Editorial Feature

Using X-Ray Fluorescence (XRF) for Ore Analysis in Mining

Ore analysis in mining involves the identification of elements and minerals present in rocks. This process serves a key purpose: identifying sites worthy of further investigation for exploitation and determining the commercial feasibility of potential mining sites.1

ore analysis, mining

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Many mining sites are located in remote areas that are hard to access. The need for heavy machinery also results in significant costs, even for prospecting a site.2

Analytical methods for the qualitative analysis of the types of elements present in a rock and the quantitative analysis of their concentrations pose a particular challenge for the mining sector. The analysis needs to be conducted on-site, preferably in real-time, without extensive sample preparation.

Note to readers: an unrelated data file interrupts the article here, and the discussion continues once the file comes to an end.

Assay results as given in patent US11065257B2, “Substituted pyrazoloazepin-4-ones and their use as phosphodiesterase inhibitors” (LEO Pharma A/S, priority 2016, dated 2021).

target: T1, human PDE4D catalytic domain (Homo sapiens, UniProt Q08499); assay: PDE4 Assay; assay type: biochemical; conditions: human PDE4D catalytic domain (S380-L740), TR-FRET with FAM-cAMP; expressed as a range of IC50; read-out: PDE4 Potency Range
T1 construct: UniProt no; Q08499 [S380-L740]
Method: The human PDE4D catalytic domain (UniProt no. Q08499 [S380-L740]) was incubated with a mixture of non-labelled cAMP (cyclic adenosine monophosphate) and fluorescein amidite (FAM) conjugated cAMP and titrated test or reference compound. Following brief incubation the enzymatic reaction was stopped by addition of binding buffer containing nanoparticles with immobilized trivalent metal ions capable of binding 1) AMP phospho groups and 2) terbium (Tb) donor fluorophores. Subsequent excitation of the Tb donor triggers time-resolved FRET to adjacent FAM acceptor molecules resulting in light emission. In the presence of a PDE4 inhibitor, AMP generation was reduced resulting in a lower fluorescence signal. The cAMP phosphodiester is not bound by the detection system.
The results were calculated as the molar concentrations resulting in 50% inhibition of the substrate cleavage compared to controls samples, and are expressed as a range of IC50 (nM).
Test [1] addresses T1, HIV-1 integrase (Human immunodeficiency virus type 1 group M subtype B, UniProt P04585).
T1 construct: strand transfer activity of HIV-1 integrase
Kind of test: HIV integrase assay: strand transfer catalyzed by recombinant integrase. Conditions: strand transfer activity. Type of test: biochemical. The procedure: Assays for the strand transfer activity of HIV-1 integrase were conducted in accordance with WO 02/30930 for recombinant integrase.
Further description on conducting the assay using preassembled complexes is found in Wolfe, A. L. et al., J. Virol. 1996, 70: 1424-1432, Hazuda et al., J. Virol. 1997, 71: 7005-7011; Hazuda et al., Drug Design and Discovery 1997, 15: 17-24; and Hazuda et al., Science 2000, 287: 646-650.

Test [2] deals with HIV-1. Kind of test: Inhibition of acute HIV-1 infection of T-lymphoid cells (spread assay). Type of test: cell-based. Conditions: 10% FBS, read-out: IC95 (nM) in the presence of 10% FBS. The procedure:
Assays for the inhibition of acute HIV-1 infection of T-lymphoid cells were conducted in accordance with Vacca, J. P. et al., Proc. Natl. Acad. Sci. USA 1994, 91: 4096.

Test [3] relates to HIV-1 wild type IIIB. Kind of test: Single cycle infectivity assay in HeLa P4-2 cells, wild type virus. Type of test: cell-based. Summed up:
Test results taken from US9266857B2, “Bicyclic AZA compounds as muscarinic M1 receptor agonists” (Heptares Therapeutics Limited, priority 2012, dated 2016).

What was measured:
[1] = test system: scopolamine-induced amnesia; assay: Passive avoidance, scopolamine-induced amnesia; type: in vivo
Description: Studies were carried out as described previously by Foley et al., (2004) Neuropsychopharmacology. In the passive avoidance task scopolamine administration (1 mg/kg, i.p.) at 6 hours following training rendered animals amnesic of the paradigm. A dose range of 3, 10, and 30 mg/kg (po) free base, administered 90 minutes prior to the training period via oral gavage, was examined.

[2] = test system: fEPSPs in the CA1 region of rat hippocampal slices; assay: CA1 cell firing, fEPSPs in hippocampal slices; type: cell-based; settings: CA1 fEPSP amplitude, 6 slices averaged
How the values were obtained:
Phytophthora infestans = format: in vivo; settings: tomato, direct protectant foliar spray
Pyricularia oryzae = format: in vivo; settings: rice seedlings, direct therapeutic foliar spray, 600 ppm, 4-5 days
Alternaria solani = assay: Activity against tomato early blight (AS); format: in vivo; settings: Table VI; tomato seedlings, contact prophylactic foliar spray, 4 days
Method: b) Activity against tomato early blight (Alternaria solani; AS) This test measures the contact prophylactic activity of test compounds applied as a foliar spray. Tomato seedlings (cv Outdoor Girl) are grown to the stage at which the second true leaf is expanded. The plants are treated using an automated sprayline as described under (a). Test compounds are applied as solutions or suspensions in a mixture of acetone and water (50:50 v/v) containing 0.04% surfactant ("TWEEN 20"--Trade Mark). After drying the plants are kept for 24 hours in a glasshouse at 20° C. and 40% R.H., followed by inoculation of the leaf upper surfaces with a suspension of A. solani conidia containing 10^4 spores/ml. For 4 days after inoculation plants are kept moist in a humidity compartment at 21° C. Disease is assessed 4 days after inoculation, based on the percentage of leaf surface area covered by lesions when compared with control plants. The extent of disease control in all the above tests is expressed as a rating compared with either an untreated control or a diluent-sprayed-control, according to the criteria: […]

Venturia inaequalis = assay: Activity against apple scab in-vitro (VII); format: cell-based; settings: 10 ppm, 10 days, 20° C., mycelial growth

However, rocks are typically complex mixtures of chemical species, with the materials of interest often buried deeper within the rock, and the elements of interest may only be present in trace amounts.

One popular approach for ore analysis in mining is the use of X-Ray fluorescence (XRF). In XRF, the sample of interest is irradiated with high-energy electromagnetic radiation, and the emitted photons are detected.

Using high-energy X-Rays causes the ejection or promotion of core electrons, rendering the element energetically unstable. During core-hole relaxation, there is a certain probability of photon emission.

Basic Principles

XRF is invaluable for mining as it enables element-specific spectral signatures to be obtained. The tightly bound core electrons that interact with X-Ray radiation have binding energies that are generally unique to the element being irradiated.